Organizations such as the Royal College of Physicians and Surgeons of Canada (RCPSC) and the College of Family Physicians of Canada (CFPC) are increasingly emphasizing medical education that focuses on patient needs and the competencies required by physicians to meet those needs. The competency-based approach shifts the emphasis away from the traditional time-based model of education (i.e. number of hours spent in residency programs) and places it on assessing performance and self-auditing of quality.
Later in 2015, the RCPSC’s CanMEDS framework will incorporate milestones for each of the CanMEDS roles (i.e. medical expert, communicator, collaborator, leader, health advocate, scholar, and professional). The milestones will reflect the abilities expected of physicians at defined stages of development and provide clarity for both learners and evaluators as to when a learner is ready to move to the next stage of training. In future, milestones will be integrated from the beginning to the end of a physician’s practice.
Physicians may also be familiar with the safety competencies identified by the Canadian Patient Safety Institute. These competencies identify the knowledge, skills, and attitudes of safe performers in such areas as contributing to a culture of patient safety, working in teams, communicating, managing safety risks, human and environmental factors, and disclosing patient safety incidents.2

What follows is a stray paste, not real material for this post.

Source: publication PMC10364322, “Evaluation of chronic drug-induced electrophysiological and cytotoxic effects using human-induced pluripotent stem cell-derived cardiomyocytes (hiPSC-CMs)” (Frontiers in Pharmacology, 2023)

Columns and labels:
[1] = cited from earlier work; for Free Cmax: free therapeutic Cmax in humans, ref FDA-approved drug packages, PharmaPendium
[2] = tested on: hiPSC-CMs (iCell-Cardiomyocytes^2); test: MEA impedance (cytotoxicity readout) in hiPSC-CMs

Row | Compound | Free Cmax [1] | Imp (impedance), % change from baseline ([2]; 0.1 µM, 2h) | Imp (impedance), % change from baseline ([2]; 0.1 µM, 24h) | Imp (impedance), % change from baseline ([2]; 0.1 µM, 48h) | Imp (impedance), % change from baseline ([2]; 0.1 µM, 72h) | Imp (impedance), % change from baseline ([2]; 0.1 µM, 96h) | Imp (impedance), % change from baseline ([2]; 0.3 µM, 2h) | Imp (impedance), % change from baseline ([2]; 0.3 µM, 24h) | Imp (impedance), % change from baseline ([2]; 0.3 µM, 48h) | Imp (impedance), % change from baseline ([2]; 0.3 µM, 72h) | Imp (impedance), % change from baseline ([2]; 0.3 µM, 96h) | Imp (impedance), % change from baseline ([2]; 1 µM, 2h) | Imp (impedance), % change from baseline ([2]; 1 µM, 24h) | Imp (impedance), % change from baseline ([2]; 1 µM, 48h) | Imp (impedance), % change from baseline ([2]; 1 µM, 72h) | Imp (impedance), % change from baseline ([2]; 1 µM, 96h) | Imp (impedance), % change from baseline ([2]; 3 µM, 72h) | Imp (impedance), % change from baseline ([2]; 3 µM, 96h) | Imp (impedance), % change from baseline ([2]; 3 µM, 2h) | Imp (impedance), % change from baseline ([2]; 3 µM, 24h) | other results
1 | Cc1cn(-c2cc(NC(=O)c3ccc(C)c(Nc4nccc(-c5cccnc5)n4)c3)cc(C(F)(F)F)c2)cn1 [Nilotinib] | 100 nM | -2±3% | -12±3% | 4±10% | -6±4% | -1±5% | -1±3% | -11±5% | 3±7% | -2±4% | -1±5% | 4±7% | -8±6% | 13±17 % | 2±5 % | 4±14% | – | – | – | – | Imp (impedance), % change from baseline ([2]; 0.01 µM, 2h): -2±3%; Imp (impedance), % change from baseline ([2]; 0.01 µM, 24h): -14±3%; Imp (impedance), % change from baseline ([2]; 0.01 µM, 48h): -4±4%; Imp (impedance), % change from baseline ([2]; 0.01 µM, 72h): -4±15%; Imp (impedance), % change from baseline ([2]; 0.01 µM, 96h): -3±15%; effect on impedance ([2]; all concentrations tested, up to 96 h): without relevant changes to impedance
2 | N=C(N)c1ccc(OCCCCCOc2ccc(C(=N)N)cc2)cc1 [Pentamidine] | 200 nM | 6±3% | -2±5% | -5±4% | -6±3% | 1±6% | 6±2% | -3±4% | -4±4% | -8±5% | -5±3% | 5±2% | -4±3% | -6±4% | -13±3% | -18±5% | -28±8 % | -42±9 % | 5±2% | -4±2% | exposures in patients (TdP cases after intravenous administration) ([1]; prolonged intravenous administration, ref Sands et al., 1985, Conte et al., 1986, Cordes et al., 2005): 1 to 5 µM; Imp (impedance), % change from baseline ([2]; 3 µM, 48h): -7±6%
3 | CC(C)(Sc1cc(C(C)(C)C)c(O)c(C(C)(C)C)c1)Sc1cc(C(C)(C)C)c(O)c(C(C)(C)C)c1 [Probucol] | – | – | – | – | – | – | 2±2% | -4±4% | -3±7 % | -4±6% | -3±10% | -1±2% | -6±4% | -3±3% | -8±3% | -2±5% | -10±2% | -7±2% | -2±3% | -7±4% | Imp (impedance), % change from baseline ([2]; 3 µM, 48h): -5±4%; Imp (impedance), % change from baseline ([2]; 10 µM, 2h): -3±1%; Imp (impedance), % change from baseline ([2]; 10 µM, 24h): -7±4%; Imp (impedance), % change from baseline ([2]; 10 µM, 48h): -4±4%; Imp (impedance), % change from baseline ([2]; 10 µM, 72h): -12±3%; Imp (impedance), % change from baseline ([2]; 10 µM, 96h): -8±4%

Leveraging CMPA educational resources to improve practice
The CMPA, too, has renewed its educational programming to better focus on safety at both the individual practitioner level and system level. These efforts are being incorporated into the Association’s current offerings — e-learning and education articles. Moreover, the Association’s 2015-2017 symposia and regional conferences focus on practical tips for safe care including diagnosis, prescribing, effective communication between healthcare providers, and pitfalls to avoid when using electronic communication and electronic medical records. Indeed, CMPA members know that the best protection for physicians and their patients is to prevent patient harm from occurring in the first place.